Trash from freeloaders blocks route for emergency services

You know all those dang bacteria in your body, living there without permission, without even one of the 3.9 x 1013 of them offering to contribute to rent? Turns out about 1 in 9 of those freeloaders can neutralize gemcitabine, a pancreatic cancer drug, before it gets to work on cancer cells. While that means killing those bacteria results in a non-inhibited drug delivery, it’s not a great solution. Not only do some cancer drugs depend on the presence of other, benign microbes in your body, but using antibiotics could lead to resistance in those bacteria. And the only thing worse than bacteria-filled tumors are antibiotic-resistant bacteria-filled tumors. Hey, at least now we know what the problem is.

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Good immune system? Blame it on the dog

It’s easy to blame things on the dog. Chewed furniture? Yep. That mystery puddle on the floor? Sure. Being a slobbery, disgusting vehicle for germs entering the house? Definitely. But as you’re wiping dog snot off your windows for the billionth time, look on the bright side: the microbes brought into the house by dogs are actually helping our immune systems. Kids who grow up in households with dogs are less likely to develop autoimmune diseases and allergies – potentially due to the diversity of bacteria brought into the house by Fido. What about cats, you ask? All we know for sure is cats couldn’t care less if you get sick. Here are the 5 most popular dog breeds IN THE WORLD!

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That’s mentally stimulating

Ever heard of the belly-brain connection? Or about the second brain in your gut? Well here is another crazy connection between the mind and one’s midsection: electromagnetic brain stimulation—currently a treatment for major depression—promotes weight loss by improving the health of the bacteria in one’s intestines. This study, which expands upon previous research linking dTMS (deep transcranial magnetic stimulation) with reduced food cravings resulting in weight loss, found that “After five weeks of treatment, subjects receiving dTMS lost more than 3% of their body weight and more than 4% of their fat—significantly more than controls did,” according to principal investigator Livio Luzi M.D. These findings offer hope for safe, effective, and non-invasive treatments for obesity.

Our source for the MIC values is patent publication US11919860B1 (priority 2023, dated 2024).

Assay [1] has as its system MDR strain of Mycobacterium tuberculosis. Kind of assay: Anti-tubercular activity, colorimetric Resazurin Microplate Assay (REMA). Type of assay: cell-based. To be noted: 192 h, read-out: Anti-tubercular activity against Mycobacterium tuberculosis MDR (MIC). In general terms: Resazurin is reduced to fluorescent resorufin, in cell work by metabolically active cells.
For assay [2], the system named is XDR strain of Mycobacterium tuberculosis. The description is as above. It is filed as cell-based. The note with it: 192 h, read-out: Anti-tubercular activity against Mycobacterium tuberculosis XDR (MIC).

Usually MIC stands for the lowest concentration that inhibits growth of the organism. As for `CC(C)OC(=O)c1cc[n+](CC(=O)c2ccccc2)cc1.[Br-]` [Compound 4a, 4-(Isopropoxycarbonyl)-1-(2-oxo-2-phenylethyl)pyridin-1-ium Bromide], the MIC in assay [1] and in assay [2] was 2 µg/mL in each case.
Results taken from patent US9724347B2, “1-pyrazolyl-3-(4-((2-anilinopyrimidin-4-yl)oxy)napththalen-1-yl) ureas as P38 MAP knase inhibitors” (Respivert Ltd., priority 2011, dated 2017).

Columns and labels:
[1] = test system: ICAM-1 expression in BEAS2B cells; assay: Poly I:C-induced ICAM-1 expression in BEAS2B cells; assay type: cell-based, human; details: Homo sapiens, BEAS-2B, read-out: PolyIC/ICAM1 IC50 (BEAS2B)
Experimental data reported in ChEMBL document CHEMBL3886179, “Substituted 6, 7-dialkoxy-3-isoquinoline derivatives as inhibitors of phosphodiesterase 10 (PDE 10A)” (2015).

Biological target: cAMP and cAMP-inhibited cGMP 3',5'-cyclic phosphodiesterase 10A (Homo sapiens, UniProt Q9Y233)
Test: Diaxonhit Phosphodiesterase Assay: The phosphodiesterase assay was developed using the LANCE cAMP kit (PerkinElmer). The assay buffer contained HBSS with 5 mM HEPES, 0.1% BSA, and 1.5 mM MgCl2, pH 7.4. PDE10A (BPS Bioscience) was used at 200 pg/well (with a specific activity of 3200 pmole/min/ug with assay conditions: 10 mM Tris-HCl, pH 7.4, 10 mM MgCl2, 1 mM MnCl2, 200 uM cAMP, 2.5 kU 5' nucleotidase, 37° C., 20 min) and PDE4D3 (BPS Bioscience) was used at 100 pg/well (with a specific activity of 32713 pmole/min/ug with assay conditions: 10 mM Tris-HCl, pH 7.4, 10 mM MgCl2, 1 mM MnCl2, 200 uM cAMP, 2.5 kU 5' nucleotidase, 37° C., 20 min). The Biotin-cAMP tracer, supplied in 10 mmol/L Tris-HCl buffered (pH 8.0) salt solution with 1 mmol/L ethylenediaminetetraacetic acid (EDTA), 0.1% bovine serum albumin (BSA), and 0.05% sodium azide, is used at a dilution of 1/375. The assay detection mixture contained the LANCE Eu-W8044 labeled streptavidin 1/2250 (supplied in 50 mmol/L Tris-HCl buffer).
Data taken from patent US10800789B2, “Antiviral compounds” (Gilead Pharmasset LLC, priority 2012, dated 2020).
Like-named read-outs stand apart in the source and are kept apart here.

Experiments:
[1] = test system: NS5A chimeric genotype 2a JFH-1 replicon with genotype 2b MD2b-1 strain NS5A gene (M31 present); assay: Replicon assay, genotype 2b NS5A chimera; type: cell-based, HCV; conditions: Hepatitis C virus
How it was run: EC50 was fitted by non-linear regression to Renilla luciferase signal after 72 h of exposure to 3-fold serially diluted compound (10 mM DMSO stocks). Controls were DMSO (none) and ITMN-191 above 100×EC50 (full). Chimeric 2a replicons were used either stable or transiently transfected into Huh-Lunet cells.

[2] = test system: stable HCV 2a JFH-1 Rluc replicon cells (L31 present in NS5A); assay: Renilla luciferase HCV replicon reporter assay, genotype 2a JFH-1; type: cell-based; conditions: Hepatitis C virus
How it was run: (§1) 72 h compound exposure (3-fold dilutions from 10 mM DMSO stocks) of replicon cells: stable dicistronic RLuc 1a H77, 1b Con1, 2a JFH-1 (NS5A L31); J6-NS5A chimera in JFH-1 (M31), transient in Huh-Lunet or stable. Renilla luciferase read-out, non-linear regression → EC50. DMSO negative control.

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1. Now that’s a mouthful

It’s synonymous with illnesses and we all try to avoid it at Chipotle. Yep, it’s bacteria. But don’t break out the Purell just yet. It seems a startup has found another good use for E. coli, albeit genetically modified. This engineered strain of bacteria has an insatiable appetite for ammonia. When our bodies are unable to naturally process ammonia, it leads to urea cycle disorders which are estimated to cause up to 20% of Sudden Infant Death Syndrome cases and a myriad of other dangerous, fatal disorders. Luckily, treatment couldn’t be easier. Just one pill packed with 100 billion (with a B!) of the modified bacteria and your body will be eating ammonia like it’s turkey on Thanksgiving. Speaking of… for our US readers, this is how you carve a turkey. Gobble, gobble.

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1. Better the devil you know than MRSA

Finally, some good news in the fight against antibiotic resistance… even if it’s a bit gross. A study published in Nature’s Scientific Reports found that the milk of the Tasmanian devil is effective in killing antibiotic-resistant MRSA and VRE bacteria. Young devils spend their first few months with incomplete immune systems hanging out in mama’s pouch. You may recognize an animal’s pouch as being slightly more pathogen-infested than your typical cleanroom environment. But it seems that peptides responsible for killing those bacteria are expressed in both the mother’s milk and pouch lining, protecting the joey. So yeah, new biologic sources are great and all, but we’re still a bit off-put by this. Maybe Taz can illustrate our feelings about it best.

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2. Cowabunga, science!

Fighting mutating superbugs with star-shaped weapons sounds more like the newest Teenage Mutant Ninja Turtles movie than the latest findings in microbiology, right? A team of scientists from the Melbourne School of Engineering would like to prove otherwise. A new study using star-shaped molecules has proven extremely effective at killing antibiotic-resistant bacteria while also being non-toxic to the body. Considering that team member Professor Greg Qiao believes “the rise of superbugs will cause up to ten million deaths a year by 2050,” and that only a few new antibiotics have been developed in the last 30 years, this could be the beginning of a new way to fight antibiotic-resistant pathogens. Splinter would be proud.

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